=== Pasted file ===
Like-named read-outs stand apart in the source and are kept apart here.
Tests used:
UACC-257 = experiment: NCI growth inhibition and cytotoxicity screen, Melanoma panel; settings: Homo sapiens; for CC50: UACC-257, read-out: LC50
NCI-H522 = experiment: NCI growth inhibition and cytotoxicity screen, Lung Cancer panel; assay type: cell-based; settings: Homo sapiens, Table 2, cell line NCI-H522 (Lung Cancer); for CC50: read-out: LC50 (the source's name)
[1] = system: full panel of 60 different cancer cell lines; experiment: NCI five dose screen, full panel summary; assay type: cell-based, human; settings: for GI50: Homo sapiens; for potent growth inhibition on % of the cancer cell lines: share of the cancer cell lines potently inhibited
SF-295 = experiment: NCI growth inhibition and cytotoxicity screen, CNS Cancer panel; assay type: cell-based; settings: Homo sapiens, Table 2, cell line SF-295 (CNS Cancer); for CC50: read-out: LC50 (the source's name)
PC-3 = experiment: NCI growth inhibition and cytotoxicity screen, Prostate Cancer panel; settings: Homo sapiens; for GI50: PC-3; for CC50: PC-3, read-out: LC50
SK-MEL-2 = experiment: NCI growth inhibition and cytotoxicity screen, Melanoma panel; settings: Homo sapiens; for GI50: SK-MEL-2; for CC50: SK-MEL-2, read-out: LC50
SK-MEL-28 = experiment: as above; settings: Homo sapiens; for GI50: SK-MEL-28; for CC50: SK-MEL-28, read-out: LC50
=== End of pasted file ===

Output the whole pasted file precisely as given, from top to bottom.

Like-named read-outs stand apart in the source and are kept apart here.
Tests used:
UACC-257 = experiment: NCI growth inhibition and cytotoxicity screen, Melanoma panel; settings: Homo sapiens; for CC50: UACC-257, read-out: LC50
NCI-H522 = experiment: NCI growth inhibition and cytotoxicity screen, Lung Cancer panel; assay type: cell-based; settings: Homo sapiens, Table 2, cell line NCI-H522 (Lung Cancer); for CC50: read-out: LC50 (the source's name)
[1] = system: full panel of 60 different cancer cell lines; experiment: NCI five dose screen, full panel summary; assay type: cell-based, human; settings: for GI50: Homo sapiens; for potent growth inhibition on % of the cancer cell lines: share of the cancer cell lines potently inhibited
SF-295 = experiment: NCI growth inhibition and cytotoxicity screen, CNS Cancer panel; assay type: cell-based; settings: Homo sapiens, Table 2, cell line SF-295 (CNS Cancer); for CC50: read-out: LC50 (the source's name)
PC-3 = experiment: NCI growth inhibition and cytotoxicity screen, Prostate Cancer panel; settings: Homo sapiens; for GI50: PC-3; for CC50: PC-3, read-out: LC50
SK-MEL-2 = experiment: NCI growth inhibition and cytotoxicity screen, Melanoma panel; settings: Homo sapiens; for GI50: SK-MEL-2; for CC50: SK-MEL-2, read-out: LC50
SK-MEL-28 = experiment: as above; settings: Homo sapiens; for GI50: SK-MEL-28; for CC50: SK-MEL-28, read-out: LC50